One of the best known African American writers of the
20th century, James Baldwin has been celebrated for both his fiction and
nonfiction. A rallying voice for the Civil Rights Movement in the 1960s,
Baldwin was a master polemicist against social injustice as well as an accomplished
novelist, playwright, poet, short story writer, and children's book author.
Much of his writing explores the destruction people can wreak upon one another
through hatred, and extols the saving power of love and brotherhood.
|Photo courtesy of the estate of James Baldwin
Born in Harlem in 1924, Baldwin was the son of a domestic worker and a father
he never knew. When Baldwin was three, his mother married a factory worker
who was also a minister. At 14, Baldwin became a minister at a small church
in Harlem. "Those three years in the pulpit -- I didn't realize it then
-- that is what turned me into a writer, really, dealing with all that anguish
and that despair and that beauty," he later wrote. Critics have often pointed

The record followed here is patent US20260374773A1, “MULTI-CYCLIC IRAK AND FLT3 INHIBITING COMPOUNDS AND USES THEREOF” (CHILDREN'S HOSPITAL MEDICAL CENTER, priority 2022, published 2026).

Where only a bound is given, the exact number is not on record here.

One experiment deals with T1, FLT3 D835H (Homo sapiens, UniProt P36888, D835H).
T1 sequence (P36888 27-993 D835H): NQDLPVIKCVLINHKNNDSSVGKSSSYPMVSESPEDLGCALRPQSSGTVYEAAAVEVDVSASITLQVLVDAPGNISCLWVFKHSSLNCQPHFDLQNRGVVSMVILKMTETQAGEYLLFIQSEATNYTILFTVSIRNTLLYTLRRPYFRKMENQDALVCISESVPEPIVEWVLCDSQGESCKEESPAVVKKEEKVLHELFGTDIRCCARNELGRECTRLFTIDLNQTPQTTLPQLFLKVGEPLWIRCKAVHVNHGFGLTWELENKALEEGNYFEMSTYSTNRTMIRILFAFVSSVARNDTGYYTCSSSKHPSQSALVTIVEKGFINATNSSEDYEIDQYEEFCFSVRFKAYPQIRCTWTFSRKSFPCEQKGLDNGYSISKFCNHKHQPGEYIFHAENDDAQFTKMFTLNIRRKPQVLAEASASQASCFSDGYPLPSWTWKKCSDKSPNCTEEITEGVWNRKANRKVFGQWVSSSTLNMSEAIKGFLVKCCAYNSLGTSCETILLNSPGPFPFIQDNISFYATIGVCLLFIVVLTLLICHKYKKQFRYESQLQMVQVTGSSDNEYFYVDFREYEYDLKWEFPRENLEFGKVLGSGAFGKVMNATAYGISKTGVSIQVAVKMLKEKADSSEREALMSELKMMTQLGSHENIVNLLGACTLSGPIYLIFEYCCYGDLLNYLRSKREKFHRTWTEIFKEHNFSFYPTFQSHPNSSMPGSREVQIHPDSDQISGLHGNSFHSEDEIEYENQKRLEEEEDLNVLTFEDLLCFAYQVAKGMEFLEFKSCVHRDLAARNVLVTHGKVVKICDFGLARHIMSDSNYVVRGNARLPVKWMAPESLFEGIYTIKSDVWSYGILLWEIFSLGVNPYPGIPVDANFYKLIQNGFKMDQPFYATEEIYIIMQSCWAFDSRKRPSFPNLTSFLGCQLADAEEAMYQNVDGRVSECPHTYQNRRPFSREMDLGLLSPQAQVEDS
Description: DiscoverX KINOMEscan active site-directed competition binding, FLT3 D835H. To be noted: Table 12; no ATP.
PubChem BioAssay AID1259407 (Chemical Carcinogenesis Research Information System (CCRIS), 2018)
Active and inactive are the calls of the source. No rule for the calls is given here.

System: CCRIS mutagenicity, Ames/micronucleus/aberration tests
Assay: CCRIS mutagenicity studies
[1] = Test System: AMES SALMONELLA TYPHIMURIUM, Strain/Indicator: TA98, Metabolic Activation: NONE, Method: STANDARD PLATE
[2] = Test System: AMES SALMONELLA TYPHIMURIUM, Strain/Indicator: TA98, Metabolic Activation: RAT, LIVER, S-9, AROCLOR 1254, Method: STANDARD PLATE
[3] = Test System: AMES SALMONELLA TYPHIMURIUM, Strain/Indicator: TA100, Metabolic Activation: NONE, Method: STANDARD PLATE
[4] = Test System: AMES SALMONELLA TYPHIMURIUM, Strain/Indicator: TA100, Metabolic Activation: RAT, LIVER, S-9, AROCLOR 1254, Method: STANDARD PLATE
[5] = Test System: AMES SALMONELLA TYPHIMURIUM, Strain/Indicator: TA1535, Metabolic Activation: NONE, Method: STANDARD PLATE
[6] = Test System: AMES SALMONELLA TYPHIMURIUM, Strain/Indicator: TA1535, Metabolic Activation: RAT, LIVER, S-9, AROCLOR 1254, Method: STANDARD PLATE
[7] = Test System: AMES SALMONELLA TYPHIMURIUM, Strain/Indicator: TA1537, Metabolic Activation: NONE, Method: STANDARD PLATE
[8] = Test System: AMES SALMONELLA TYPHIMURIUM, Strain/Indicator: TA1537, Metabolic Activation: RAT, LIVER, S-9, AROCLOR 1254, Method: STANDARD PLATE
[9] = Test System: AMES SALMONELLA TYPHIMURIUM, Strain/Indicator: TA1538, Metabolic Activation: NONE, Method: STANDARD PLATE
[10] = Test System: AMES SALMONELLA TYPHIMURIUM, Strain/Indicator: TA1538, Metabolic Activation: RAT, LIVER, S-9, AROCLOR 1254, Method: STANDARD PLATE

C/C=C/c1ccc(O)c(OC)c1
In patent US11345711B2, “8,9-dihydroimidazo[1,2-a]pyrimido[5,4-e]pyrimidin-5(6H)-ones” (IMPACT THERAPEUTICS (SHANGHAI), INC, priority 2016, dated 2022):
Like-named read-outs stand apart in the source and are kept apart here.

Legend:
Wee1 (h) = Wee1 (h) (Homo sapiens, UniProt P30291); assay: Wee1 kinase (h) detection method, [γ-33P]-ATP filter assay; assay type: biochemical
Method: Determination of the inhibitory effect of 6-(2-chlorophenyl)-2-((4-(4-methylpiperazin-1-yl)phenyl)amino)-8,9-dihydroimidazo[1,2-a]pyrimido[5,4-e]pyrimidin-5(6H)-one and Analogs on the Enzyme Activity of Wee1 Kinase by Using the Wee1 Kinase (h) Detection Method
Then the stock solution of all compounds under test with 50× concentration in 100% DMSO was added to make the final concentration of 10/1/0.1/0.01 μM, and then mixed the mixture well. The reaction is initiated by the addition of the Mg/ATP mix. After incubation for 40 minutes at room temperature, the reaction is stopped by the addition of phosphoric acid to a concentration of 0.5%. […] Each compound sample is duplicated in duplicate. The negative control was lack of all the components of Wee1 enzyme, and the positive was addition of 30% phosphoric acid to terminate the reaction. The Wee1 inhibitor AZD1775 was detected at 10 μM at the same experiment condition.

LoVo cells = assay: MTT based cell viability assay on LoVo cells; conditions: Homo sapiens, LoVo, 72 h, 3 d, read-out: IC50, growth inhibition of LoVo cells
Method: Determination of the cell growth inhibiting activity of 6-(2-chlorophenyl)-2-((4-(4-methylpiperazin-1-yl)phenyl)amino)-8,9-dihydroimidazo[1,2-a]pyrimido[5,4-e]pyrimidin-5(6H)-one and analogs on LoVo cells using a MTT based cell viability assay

to the influence of the church in his writing, both in his recurrent themes
of redemption, and in his cadences and style.
An avid reader who published his first story in a church newspaper when
he was 12, Baldwin left home at 17 and moved to Greenwich Village. His first
novel, the partly autobiographical Go Tell It on the Mountain, was
published in 1953 to great critical acclaim. The essay collections that
followed -- Notes of a Native Son (1955), Nobody Knows My Name
(1963), and The Fire Next Time (1963) -- made him known to a larger,
In 1948 Baldwin moved to France. "I left America," he wrote in 1959, "because
I doubted my ability to survive the fury of the colour problem here ...
I wanted to prevent myself from becoming merely a Negro; or even merely
a Negro writer." In Paris, he was befriended by the writer Richard Wright,
also an African American, and through him, Baldwin was introduced to the
American expatriate arts community. He lived in the south of France for
most of the rest of his life, although he returned regularly to the United
States to lecture and teach. Though he was a "black writer" before the Civil
Rights Movement and a "homosexual writer" before the Gay Rights Movement,
Baldwin nonetheless saw himself as an American writer first and foremost.
He died in 1987.
Works by the Author